Plans for a new Leeward Oahu bikeway
PEARL CITY (KHNL) - Oahu bikers have been dreaming about it for decades. Now work is finally slated to begin on a new place to ride. Imagine being able to ride on separate bikeway from Nanakuli to Aloha Stadium, with no traffic, and no lights. Sound far fetched? Well for years plans for a leeward bike path have stalled, but now the state is getting this project going.
On a quiet summer afternoon in Pearl City, its perfect for a bike ride.
That's why Jeff Green is getting his family geared up for a short scenic trip on two wheels.
"For exercise primarily and fresh air," said Green.
But not everyone is able to enjoy being on a bike because of a lack of safe places to ride.
"Most of the time you are competing against cars so its not really safe," said Mike Ueunten, from Aiea.
"There is not enough places to ride, this is the only bike path in Central Oahu worth going on," added Robert Young of Pearl City.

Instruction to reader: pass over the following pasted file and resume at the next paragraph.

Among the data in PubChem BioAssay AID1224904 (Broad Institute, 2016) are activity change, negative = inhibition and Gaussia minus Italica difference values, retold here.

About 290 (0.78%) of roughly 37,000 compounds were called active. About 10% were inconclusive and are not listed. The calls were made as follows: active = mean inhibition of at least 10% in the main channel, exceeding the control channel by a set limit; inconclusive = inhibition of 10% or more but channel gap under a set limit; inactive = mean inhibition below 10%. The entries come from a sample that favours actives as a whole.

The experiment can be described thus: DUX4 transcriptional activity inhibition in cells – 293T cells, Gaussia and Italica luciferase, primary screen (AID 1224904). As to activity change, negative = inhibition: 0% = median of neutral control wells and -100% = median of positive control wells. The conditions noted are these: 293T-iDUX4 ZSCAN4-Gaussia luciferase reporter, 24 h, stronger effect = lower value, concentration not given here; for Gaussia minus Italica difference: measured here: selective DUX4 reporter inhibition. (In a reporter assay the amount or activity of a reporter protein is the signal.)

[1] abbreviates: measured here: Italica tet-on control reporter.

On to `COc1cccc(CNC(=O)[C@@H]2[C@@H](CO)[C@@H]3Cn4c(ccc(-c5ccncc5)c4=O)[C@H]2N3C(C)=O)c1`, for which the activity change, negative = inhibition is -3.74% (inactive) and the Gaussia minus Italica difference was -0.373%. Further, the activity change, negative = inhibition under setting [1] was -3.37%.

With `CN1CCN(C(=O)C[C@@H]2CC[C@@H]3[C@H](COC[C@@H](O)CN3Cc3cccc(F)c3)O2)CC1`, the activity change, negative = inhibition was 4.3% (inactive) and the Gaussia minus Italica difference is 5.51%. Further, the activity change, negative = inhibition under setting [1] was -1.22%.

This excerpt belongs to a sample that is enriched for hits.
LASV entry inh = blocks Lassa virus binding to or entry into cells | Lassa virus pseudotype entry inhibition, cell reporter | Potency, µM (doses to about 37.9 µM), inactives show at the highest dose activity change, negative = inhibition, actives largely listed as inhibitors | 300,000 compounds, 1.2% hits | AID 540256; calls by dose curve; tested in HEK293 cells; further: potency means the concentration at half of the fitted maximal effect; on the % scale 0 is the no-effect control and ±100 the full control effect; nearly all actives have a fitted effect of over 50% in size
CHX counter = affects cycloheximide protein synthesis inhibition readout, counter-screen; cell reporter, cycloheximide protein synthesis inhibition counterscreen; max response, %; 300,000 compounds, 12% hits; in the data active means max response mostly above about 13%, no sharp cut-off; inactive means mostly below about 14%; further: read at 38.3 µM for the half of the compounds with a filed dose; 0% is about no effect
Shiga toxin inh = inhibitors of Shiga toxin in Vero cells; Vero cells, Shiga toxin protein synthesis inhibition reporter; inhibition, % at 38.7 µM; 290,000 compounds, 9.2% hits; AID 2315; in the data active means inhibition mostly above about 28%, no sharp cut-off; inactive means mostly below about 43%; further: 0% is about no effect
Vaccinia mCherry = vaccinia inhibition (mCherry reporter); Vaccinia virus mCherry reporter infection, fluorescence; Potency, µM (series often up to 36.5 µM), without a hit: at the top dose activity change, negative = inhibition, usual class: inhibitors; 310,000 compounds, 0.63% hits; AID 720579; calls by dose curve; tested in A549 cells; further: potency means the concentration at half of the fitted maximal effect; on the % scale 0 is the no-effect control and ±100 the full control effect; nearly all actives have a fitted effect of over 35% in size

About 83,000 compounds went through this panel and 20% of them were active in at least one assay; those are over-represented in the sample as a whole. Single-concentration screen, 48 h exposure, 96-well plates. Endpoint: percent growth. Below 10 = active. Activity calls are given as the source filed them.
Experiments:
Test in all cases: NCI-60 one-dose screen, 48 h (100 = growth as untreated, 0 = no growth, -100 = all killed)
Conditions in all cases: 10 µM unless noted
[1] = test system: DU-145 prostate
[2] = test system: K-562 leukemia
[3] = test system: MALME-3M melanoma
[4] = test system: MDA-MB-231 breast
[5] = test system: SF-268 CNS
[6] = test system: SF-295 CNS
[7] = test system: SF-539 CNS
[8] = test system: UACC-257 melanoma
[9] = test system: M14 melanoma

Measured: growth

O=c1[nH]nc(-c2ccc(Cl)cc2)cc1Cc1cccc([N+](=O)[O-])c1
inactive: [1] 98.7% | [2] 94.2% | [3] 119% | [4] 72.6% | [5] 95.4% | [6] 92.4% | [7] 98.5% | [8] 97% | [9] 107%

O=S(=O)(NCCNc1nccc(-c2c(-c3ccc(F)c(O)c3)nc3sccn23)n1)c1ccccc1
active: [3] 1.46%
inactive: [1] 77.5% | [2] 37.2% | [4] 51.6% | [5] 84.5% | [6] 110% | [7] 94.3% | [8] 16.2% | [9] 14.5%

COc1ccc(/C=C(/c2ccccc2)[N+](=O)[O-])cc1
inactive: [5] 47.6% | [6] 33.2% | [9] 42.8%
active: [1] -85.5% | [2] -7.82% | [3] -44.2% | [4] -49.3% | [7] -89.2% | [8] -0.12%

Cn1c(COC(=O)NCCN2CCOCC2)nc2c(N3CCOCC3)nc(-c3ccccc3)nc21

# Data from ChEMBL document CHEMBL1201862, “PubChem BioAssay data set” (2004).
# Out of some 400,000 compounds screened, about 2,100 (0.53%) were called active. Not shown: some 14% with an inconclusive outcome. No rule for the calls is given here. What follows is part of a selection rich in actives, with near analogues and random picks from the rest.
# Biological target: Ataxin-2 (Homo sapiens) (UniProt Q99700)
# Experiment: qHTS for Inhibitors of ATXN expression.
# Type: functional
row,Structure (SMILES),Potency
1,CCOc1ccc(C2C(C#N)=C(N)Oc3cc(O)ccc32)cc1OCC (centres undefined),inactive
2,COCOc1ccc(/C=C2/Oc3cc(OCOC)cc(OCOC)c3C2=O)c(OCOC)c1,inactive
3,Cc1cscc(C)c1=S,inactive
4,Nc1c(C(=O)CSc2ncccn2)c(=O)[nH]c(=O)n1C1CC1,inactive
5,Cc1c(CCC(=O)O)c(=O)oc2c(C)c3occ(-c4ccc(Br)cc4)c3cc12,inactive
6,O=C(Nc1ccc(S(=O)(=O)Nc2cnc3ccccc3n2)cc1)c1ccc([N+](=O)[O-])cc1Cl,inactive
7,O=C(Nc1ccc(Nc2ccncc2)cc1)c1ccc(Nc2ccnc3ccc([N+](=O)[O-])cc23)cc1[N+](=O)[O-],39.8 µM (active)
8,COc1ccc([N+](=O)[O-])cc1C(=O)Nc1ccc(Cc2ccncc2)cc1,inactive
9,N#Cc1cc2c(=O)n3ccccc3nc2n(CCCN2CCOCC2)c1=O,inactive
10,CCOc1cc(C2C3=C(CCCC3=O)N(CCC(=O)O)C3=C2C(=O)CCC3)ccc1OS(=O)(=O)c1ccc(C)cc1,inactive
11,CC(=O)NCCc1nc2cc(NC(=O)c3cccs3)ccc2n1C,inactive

But just up the road in Waipahu, an old dirt trail holds promise. As the state is currently designing a new bike path.
"Within a 40 foot right of way, you are going to have a ten foot paved bike path going along an active railroad track," said Brennan Morioka, the State Transportation Director.
18 miles of overgrown brush and unused Leeward Oahu land will be transformed into a scenic setting.
"If you look at what is surrounding the bikeway, the Kapakahi stream and the Puuhala marsh, you will get to see many different features," said Ewa Beach resident, Tom Berg.
The new bike path would not only go from Lualualei to Waipahu it would also connect up with the Pearl City's bike path. Giving riders a way to get from the leeward side all the way to Pearl Harbor.
The new bike path on the former Oahu Railway and is expected to cost nearly ten million dollars. And like the Pearl City bikeway, it will be away from roads giving everyone a chance to safely enjoy the ride.
Now that designs for the first phase of the bikeway have been submitted, land surveys of the exact path still need to be done before construction begins in 2010.